Cuba: New Amnesty report reveals sharp rise in attacks against activists and journalists
Amnesty International today launched a new report revealing a huge jump in harassment and detention of political dissidents, human rights activists, journalists and bloggers across Cuba over the past 24 months.
The report Routine repression: Political short-term detentions and harassment in Cuba (pdf), launched six days before the Pope arrives for a tour of Cuba, reveals new tactics by the authorities to punish individuals seen as opposed to the government.
According to the Cuban Commission of Human Rights and National Reconciliation, there were 2,784 incidents of human rights abuses between January and September 2011, mostly short-term detention of dissidents – that's 710 more than in the whole of 2010; up 34 per cent.
Since March 2011, more than 65 independent journalists were detained, most of them repeatedly.
Gerardo Ducos, Cuba researcher at Amnesty International, said:
“Tactics have changed but the repression in Cuba is as strong as ever. After the mass release of prisoners of conscience in 2011, we have seen authorities sharpening their strategy to silence dissent by harassing activists and journalists with short term detentions and public acts of repudiation.
“Cuba has seen worsening repression when it comes to human rights. What we want to see happening is for activists to be able to carry out their legitimate work without the fear of reprisals.”
Authorities in Cuba do not tolerate any criticism of state policies outside the official mechanisms established under government control. Laws on “public disorder”, “contempt”, “disrespect”, “dangerousness” and “aggression”, are used to prosecute government opponents. No political or human rights organisations are allowed to obtain legal status.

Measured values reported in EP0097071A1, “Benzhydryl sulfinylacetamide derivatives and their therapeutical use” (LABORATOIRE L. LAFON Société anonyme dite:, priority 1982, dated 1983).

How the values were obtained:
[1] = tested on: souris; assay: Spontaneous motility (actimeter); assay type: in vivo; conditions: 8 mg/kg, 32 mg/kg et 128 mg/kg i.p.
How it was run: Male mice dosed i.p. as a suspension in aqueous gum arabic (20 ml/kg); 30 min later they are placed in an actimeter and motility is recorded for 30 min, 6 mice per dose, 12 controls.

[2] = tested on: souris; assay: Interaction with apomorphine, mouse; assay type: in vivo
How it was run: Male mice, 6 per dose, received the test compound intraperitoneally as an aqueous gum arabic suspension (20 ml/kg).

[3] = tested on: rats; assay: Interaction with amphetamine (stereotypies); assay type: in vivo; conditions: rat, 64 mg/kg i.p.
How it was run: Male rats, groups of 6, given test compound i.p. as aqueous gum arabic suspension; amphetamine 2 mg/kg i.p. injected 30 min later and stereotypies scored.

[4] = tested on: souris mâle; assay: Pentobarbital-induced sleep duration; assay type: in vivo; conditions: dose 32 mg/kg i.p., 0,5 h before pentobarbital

Human rights activists or independent journalists detained are usually held for periods ranging from a few hours to several days in police stations or detention centres, during which time they are frequently subjected to interrogations, intimidation, threats and, occasionally, beatings.
In many cases, authorities fail to inform their relatives of the reasons or the place of detention of their loved ones.
Human rights activists Antonio Michel and Marcos Máiquel Lima Cruz have been imprisoned since 25 December 2010, when they were arrested by officials from the Department of State Security in their home town Holguín in eastern Cuba after signing songs criticising the lack of freedom of expression in the country.
Following a summary trial in May 2011, the brothers were sentenced to two and three years imprisonment respectively for “insulting symbols of the homeland” and “public disorder”.
Antonio Michel is suffering from prostate problems and is reportedly not receiving adequate medical treatment. He is also eligible for conditional release having served more than half of his sentence, but the authorities have refused to respond to petitions from his family and lawyer.
Amnesty International has named them as prisoners of conscience, held purely for expressing their opinions, and called on the authorities for their immediate and unconditional release. Human rights activists Yasmín Conyedo Riverón and her husband Yusmani Rafael Álvarez Esmori, in detention since 8 January 2012 on trumped up charges of using “violence or intimidation” against a state official, have also been named “prisoners of conscience”.
Journalist José Alberto Álvarez Bravo, from Havana, was detained 15 times between April and October 2011 – an average of twice a month. On 12 July, State Security officials detained him at his house and confiscated his computer, USB flash drives, a digital camera, books and documents. He remained in detention for more than 72 hours.
Download Routine repression: Political short-term detentions and harassment in Cuba (pdf)